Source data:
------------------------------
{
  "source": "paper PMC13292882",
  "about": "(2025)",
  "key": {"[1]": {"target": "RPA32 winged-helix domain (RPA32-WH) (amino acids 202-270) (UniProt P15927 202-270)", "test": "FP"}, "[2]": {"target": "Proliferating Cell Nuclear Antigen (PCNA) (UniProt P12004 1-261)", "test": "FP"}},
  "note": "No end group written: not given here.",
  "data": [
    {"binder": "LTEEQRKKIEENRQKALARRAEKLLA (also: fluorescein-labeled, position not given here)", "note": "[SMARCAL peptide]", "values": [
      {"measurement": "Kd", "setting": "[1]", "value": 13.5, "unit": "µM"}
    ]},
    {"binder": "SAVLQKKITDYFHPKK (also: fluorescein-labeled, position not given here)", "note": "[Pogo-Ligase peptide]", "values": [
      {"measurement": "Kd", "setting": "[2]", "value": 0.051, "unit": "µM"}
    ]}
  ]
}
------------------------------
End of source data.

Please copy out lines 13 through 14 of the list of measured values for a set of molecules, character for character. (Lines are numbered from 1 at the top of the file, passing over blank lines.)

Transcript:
  ]
}